In 1922 he changed the name to a much better sounding The Kellogg Company. By the end of that decade Kellogg had multiple factories working around the clock to produce an ever increasing amount of cereal. From the very beginnings it was a responsible company, making a point of employing down on their luck veterans. The very first box for Corn Flakes was made entirely from recycled materials.
The Designed The Iconic Logo
A significant element of the Kellogg brand is their well known logo. But what is less well known is that Will Keith Kellogg designed it personally, by accident. It is simply his surname signed in his own handwriting. Company lore tells he would sign every box of the cereal personally to distinguish it from non-genuine Kellogg’s cereal. Of course, this could only go on for a while. By the time the company was mass producing boxes of cereal the logo needed to be printed on mechanically. Still today the company logo is simply a computer modified version of his original personal signature.
The Brothers Had A Copyright Dispute
With older brother John seeing how much money Will Keith Kellogg was making on the cereals they collectively invented, things got ugly. While it is generally thought they developed Cornflakes together, John presented the story as if he played the bigger role in it’s development. Will told it as if John played almost no role at all. Eventually this difference in personal recalculation devolved into a full blown legal battle. It turns out John was granted a patent in 1896 covering cornflakes. In theory this meant he could put both his brother and competitor Charles Post out of business. But while he held the patent, Will copyrighted the name Kellogg, preventing John from using it. For years they competed for the legal right to produce the cereal, going to court many times.
But the dispute was futile, in the end leading to no change other than John deciding to resolve it. Their personal dispute was never resolved however. The Kellogg brothers died enemies.
He Was An Arabian Horse Breeder
Will loved horses, having a particular affection for the Arabian Horse. In fact he loved them so much he decided to professionally breed them. In the 1920s he bought a large swath of land in California to establish a ranch. At the ranch they bred some of the best Arabian horses America had to offer. Importing only the highest quality horses from Europe, their careful breeding process was among the best in the world. Some of his horses went on to become world famous, even starring in Hollywood movies thanks to it’s favorable location. During ww2 the ranch was taken over by the US army, where they trained cavalry officers.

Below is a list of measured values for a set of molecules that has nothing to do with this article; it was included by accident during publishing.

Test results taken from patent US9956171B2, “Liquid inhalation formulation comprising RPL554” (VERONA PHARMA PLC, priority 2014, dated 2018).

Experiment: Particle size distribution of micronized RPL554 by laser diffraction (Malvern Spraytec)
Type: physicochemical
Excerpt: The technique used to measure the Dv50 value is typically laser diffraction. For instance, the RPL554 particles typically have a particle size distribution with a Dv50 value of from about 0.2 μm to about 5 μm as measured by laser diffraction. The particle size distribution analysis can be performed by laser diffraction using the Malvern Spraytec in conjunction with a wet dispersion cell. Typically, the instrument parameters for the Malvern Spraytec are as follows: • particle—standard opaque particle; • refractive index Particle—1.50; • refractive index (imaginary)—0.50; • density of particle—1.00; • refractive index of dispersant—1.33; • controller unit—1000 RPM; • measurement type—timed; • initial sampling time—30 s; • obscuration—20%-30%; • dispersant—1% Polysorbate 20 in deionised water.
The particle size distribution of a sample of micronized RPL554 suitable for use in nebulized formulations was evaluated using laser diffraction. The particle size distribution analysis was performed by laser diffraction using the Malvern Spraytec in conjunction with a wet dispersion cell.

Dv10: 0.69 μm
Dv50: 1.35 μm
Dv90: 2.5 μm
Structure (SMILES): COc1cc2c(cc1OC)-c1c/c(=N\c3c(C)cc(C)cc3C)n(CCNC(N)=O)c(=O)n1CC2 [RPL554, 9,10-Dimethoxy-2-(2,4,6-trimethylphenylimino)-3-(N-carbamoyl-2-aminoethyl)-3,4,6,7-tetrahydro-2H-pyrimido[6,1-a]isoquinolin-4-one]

He Built His Own Airport
The ranch was so large Will Keith Kellogg was able to build an entire airport on it. Literally called the W.K. Kellogg Airport, it was the largest private airport in the entire world until Kellogg donated the ranch to a local university. It’s the kind of casual thing Kellogg was able to just do on a whim, as was his immense wealth. It’s unclear exactly how rich he was by the time he died. But in 1934 he gave 66 million dollars worth of Kellogg’s stock away to charity. The value of that in today’s money is worth more than a billion.
He Was A Radical
Both Will Keith Kellogg and his brother John Kellogg were raised in an extremely religious family. The Kellogg’s belonged to a Christian denomination known as the Seventh Day Adventist Church. The church taught that the second coming of Jesus was imminent, and would occur within their lifetimes. This was the route of the church’ teachings, and gave rise to many of their more radical elements. One of the interesting teachings of the church was vegetarianism, which Will and John both grew up to be. It was because of this teaching they began to experiment with vegetarian foods to feed patients at the Sanatorium. You could say their radical religious beliefs were directly responsible for their success in business.